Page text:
David Owen

Royal Tank Corps

Personal Details

Born: 25 January 1897 in Southport, Lancashire.

Family: He was the second of five children born to Robert Owen, a butcher and his wife Frances Sarah, nee Duffy. He had a twin brother, Alfred. His father Robert had previously been married to Elizabeth Leake and they had two daughters, these would have been David`s half sisters. On the 1939 Register he was recorded as being married, however no definite marriage can be found for him.

Residence: In 1901 he and his family were living at 121 Sussex Road, Southport. By 1911 they had moved to 146 Broad Street, Pendleton, Salford, Lancashire. An address of St. Mary`s School, Whitchurch, Shropshire was given for him on the1919 Absent Voters` List for Whitchurch. This address can also be found on his 1919 military documents, where his next of kin is stated as his sister, Miss Roberta Owen. Additional addresses of 143 Seedley Park Road, Seedley, Salford, Lancashire and 26 Clarendon Road, Swinton are also on these records. In 1939 he was living at 33 Overton Crescent, Sale, Cheshire.

Employment: On his military records for 1919 his occupation was described as a warehouseman. By 1939 he was a food despatch clerk.

Died: In 1977 in Trafford, Lancashire, aged 80.

Military Details

Regiment: Royal Tank Corps (previously Machine Gun Corps, Royal Warwickshire Regiment and Lancashire Fusiliers)

Rank: Private

Service Number: 7809848 (previously 72985, 7173 and 1980)

Date of Enlistment: 23 February 1914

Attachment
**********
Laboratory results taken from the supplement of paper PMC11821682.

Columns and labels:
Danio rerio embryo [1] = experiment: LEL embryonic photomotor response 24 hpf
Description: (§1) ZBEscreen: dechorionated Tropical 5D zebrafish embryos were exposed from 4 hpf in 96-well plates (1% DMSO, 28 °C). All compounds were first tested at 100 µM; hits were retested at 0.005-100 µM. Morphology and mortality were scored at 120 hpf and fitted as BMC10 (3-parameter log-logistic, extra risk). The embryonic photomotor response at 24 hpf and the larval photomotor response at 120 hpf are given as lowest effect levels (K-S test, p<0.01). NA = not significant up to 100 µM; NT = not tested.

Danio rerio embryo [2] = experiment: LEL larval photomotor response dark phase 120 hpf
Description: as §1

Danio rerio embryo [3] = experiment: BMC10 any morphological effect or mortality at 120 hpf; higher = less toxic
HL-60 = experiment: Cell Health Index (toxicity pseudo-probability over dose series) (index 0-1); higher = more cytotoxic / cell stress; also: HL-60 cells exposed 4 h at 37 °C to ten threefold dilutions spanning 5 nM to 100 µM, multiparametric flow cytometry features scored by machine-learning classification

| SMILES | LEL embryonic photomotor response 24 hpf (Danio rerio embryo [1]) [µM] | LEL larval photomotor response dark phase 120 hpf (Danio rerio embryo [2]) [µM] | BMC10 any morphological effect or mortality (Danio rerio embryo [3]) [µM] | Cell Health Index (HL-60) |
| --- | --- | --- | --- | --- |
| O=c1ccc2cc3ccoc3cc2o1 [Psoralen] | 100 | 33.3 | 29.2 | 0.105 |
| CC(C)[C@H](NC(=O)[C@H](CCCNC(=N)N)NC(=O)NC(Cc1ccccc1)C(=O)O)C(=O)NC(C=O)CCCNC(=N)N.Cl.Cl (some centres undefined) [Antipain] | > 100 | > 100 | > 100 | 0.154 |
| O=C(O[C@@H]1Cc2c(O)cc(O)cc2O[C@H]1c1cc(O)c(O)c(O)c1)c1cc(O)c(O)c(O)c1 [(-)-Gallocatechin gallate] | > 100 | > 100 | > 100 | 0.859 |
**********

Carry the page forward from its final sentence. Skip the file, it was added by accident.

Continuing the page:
Date of Discharge: 31 March 1922

Reason for Discharge: Not known

Other Information: David`s brothers, Robert and Alfred, also served in WW1. He transferred to the Royal Tank Corps (7809848) on 14 March 1919, serving for another three years.

Medals and Awards

David was awarded the Campaign Medals (British War Medal and Victory Medal)

Campaign Medals

Great War History Hub Whitchurch Shropshire Medals Front Image

The British War Medal (also known as 'Squeak') was a silver or bronze medal awarded to officers and men of the British and Imperial Forces who either entered a theatre of war or entered service overseas between 5th August 1914 and 11th November 1918 inclusive. This was later extended to services in Russia, Siberia and some other areas in 1919 and 1920. Approximately 6.5 million British War Medals were issued. Approximately 6.4 million of these were the silver versions of this medal. Around 110,000 of a bronze version were issued mainly to Chinese, Maltese and Indian Labour Corps. The front (obv or obverse) of the medal depicts the head of George V. The recipient's service number, rank, name and unit was impressed on the rim.

The Allied Victory Medal (also known as 'Wilfred') was issued by each of the allies. It was decided that each of the allies should each issue their own bronze victory medal with a similar design, similar equivalent wording and identical ribbon. The British medal was designed by W. McMillan. The front depicts a winged classical figure representing victory. Approximately 5.7 million victory medals were issued. Interestingly, eligibility for this medal was more restrictive and not everyone who received the British War Medal ('Squeak') also received the Victory Medal ('Wilfred'). However, in general, all recipients of 'Wilfred' also received 'Squeak' and all recipients of The 1914 Star or The 1914/1915 Star (also known as 'Pip') also received both 'Squeak' and 'Wilfred'. The recipient's service number, rank, name and unit was impressed on the rim.



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